Some will object that North Bay cities lack funds within current budgets, particularly if tax measures fail, to undertake code revisions.  The concern is legitimate, but Petaluma, and likely other cities, has a wealth of knowledgeable engineers and developers with water backgrounds, many of whom would probably be willing to offer their expertise toward writing new rules.  In fact, there may be an opportunity for regional code-revision cooperation.

Some effort by city staffs would still be required to incorporate the information into the zoning code, but it would be far less than if the staffs had to also develop the concepts without assistance.

Next, as the first moratorium expires and emergency revisions are made to the zoning code, a second moratorium would be imposed on projects that don’t meet the water-smart standards.  The duration on this latter moratorium would be indefinite, lasting until the city councils judge that the drought has ended.  If the more pessimistic projections on climate change are valid, the second moratorium may never be lifted.  Hopefully, that won’t be the case, but it’s a possibility.

The obvious direction in which these moratoriums would push residential development would be toward multi-family homes.  It’s easier to be water-smart without either a frontyard or a backyard.  And a move toward multi-family would likely include more housing in walkable urban settings, which I would applaud.

But single-family residential would still be possible.  I recently chatted with a North Bay single-family developer who is proposing use of a treatment system that would allow use of treated greywater from showers and washing machines for surface application.  (The greywater systems now used in a few locations around the North Bay only allow subsurface application.)

The developer estimated that he could save almost 20,000 gallons per home per year.  That would be 20,000 gallons of potable water that needn’t be treated and delivered and 20,000 gallons of greywater that needn’t be conveyed away for treatment at a municipal wastewater plant.

The system he proposes is in regular use in Europe and Australia, but unknown in the U.S.  It’s that kind of innovation and adoption that the proposed two-phase moratorium would foster.

Thanks to the Petaluma City Council candidates for raising the subject.  Now, let’s hone their idea and ensure that it best meet the needs of our communities.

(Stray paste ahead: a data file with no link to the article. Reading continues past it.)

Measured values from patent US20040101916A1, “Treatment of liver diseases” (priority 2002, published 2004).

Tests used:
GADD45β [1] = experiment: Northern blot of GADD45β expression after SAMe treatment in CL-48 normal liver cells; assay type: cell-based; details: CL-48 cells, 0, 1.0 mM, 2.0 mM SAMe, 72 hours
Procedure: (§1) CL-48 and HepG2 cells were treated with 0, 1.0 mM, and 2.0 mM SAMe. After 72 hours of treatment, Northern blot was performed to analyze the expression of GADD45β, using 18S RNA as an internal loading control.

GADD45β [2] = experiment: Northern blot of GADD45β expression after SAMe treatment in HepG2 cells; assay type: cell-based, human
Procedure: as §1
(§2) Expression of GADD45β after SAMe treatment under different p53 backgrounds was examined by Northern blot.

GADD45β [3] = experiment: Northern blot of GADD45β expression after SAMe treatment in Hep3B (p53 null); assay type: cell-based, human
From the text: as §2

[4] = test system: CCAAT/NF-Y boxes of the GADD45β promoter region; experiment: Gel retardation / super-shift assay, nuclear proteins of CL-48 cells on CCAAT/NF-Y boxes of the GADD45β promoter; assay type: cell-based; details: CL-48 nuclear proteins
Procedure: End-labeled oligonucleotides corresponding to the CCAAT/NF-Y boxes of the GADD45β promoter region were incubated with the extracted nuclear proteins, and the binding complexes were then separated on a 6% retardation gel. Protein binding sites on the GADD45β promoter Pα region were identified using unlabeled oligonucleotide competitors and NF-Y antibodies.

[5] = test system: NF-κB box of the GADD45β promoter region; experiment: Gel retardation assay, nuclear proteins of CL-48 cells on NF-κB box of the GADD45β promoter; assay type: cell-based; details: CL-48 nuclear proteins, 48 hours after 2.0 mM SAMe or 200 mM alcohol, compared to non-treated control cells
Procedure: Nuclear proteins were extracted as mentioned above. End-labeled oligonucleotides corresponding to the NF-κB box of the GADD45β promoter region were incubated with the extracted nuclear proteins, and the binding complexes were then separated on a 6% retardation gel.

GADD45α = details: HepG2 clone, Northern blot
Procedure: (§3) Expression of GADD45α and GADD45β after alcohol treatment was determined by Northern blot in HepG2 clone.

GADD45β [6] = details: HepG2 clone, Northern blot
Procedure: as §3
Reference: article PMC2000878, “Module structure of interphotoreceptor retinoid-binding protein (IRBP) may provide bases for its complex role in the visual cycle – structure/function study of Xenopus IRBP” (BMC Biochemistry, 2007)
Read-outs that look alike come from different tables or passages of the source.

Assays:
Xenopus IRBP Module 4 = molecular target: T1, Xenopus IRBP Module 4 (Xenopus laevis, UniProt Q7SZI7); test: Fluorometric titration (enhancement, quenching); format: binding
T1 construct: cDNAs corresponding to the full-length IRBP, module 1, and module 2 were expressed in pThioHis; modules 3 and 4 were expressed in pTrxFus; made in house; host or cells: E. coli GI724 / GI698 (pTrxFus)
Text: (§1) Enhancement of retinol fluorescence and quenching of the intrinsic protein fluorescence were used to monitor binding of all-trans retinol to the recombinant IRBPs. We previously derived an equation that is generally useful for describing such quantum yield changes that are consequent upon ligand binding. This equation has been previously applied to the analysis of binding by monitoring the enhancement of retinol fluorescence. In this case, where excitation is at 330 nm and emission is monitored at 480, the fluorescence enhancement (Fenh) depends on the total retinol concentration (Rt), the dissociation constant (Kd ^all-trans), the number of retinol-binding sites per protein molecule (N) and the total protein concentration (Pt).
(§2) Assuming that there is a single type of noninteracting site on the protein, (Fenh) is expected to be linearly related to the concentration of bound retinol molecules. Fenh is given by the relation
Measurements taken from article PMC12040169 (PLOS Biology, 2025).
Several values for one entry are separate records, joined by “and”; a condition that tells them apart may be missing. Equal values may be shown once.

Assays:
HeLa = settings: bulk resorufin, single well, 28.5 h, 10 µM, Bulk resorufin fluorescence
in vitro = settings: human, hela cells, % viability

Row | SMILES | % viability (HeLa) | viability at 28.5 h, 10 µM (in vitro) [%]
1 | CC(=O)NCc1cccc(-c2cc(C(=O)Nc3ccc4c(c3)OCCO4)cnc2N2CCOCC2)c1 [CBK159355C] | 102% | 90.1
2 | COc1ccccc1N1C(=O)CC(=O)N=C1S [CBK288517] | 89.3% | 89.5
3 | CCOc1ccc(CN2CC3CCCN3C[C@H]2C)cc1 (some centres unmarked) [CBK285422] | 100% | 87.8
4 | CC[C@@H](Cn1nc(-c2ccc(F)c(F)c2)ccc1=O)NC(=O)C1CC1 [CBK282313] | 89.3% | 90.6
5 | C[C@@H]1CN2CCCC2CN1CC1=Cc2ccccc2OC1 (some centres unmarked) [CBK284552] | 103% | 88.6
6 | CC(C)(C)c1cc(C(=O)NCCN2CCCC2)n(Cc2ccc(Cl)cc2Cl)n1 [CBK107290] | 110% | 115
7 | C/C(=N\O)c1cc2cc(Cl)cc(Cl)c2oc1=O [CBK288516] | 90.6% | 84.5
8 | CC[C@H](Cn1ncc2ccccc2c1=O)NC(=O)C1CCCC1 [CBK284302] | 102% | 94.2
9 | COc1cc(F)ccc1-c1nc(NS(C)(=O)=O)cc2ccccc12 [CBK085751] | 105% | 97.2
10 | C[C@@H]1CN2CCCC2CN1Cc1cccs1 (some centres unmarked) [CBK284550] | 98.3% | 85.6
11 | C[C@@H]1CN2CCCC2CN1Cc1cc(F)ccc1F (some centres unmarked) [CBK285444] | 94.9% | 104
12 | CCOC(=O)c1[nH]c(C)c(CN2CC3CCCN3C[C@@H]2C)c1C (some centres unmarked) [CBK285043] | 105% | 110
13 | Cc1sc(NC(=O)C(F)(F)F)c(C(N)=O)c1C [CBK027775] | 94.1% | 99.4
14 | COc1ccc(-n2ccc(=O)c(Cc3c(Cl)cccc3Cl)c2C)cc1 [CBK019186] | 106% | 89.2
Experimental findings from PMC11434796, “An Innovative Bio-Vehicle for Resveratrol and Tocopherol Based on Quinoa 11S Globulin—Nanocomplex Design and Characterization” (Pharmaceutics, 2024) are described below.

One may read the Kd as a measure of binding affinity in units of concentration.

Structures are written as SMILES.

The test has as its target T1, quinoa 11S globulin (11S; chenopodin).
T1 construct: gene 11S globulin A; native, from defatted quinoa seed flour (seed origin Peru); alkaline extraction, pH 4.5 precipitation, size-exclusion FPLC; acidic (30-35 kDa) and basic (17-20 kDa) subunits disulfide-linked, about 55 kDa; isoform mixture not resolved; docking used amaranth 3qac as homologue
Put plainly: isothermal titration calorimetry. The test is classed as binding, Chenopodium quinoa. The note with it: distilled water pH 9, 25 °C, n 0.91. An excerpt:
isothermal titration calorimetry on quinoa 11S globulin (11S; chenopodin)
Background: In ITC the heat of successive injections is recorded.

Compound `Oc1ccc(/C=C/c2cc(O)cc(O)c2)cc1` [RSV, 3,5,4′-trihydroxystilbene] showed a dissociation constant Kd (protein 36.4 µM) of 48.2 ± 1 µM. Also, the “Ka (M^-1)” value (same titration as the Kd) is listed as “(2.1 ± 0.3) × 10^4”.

Before closing, one other comment should be made.  The savings from requiring new or remodeled buildings to be more water-smart is worthwhile and, with the right technology, significant.  But those savings are dwarfed by the savings that could be achieved at existing homes and businesses.  Between retrofitted fixtures, changed landscaping patterns (my wife and I removed the last of our grass nearly ten years ago), and reduced consumption encouraged by more sharply tiered rates, water use at existing buildings can be sharply curtailed.

To fall into the trap of believing that we’ve imposed a moratorium and therefore solved the problem would be both wrong and harmful.  Instead, we must look into the mirror for the most important elements of water conservation.

As always, your questions or comments will be appreciated.  Please comment below or email me.  And thanks for reading. - Dave Alden (davealden53@comcast.net)

Friday, October 17, 2014

Urbanism and Senior Living: The Cases For and Against Mobile Home Parks

For several years, I was on the board of a local Rebuilding Together affiliate, a non-profit organization that provides free home repairs for low-income homeowners.  Like most affiliates, our biggest event of the year was an April workday when several hundred local citizens volunteered a day of labor.

One year, a project captain invited a group of volunteers to her home for post-workday beverages.  I found myself in her kitchen, sipping a beer and chatting with a city councilmember who had worked on a project.

I assume the councilmember had worked on a mobile home because the discussion quickly turned to the role of mobile homes in our city.  His view was that mobile homes were a temporary aberration and that the long-term goal of the city should be to replace them with stick-built homes.  His principal argument was the longer life of well-maintained stick-built construction, although he also noted the horizontal spread of single-story mobile homes and the opportunity for more compact living with stick-built residences.

With that memory in mind, it was interesting to read the suggestion by Lisa Margonelli in Pacific Standard that mobile home parks might have an essential role in the housing future of all of us, particularly seniors.  She looks in depth at the Pismo Dunes mobile home park, near Pismo Beach, California.

Margonelli’s argument is that mobile home parks provide a low-cost alternative to other options, while also fostering a relationship between seniors, a supportive network that others have called a “naturally-occurring retirement community”.

I’ll use the dichotomy between the councilmember’s comments and Margonelli’s article as a starting point from which to write about the possible role of mobile home parks as senior communities and to conclude a series of posts I’ve written about urbanism and senior living.  I won’t forget urbanism and seniors and will find opportunities to add more insights on the subject, but will begin focusing elsewhere in my next post.

Margonelli makes a reasonable case for mobile homes, but I’ll add another point.  Mobile home parks encourage alternative transportation modes.  With narrow roads, frequent driveways, and a well-gridded layout, automobile drivers intuitively reduce their speed, often as low as 15 miles per hour, well below the 20 mile per hour threshold where the dominance of cars begins to wane.

Margonelli notes the use of golf carts in the Pismo Dunes, which can be a fine choice for seniors no longer capable of handling an auto.